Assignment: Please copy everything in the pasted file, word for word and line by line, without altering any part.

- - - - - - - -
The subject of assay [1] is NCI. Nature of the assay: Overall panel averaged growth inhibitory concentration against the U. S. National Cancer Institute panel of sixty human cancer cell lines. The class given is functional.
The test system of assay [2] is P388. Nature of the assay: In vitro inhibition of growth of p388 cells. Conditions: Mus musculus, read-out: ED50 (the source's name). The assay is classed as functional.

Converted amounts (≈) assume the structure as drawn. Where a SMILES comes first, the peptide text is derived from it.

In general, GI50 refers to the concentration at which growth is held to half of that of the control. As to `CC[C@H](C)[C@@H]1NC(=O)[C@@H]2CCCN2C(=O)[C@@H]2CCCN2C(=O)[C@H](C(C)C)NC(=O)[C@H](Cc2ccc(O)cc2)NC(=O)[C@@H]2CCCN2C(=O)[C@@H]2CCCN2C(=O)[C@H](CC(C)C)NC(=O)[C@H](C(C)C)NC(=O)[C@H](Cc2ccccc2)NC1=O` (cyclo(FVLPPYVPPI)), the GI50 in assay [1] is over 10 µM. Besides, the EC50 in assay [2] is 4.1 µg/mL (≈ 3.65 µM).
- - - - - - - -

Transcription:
The subject of assay [1] is NCI. Nature of the assay: Overall panel averaged growth inhibitory concentration against the U. S. National Cancer Institute panel of sixty human cancer cell lines. The class given is functional.
The test system of assay [2] is P388. Nature of the assay: In vitro inhibition of growth of p388 cells. Conditions: Mus musculus, read-out: ED50 (the source's name). The assay is classed as functional.

Converted amounts (≈) assume the structure as drawn. Where a SMILES comes first, the peptide text is derived from it.

In general, GI50 refers to the concentration at which growth is held to half of that of the control. As to `CC[C@H](C)[C@@H]1NC(=O)[C@@H]2CCCN2C(=O)[C@@H]2CCCN2C(=O)[C@H](C(C)C)NC(=O)[C@H](Cc2ccc(O)cc2)NC(=O)[C@@H]2CCCN2C(=O)[C@@H]2CCCN2C(=O)[C@H](CC(C)C)NC(=O)[C@H](C(C)C)NC(=O)[C@H](Cc2ccccc2)NC1=O` (cyclo(FVLPPYVPPI)), the GI50 in assay [1] is over 10 µM. Besides, the EC50 in assay [2] is 4.1 µg/mL (≈ 3.65 µM).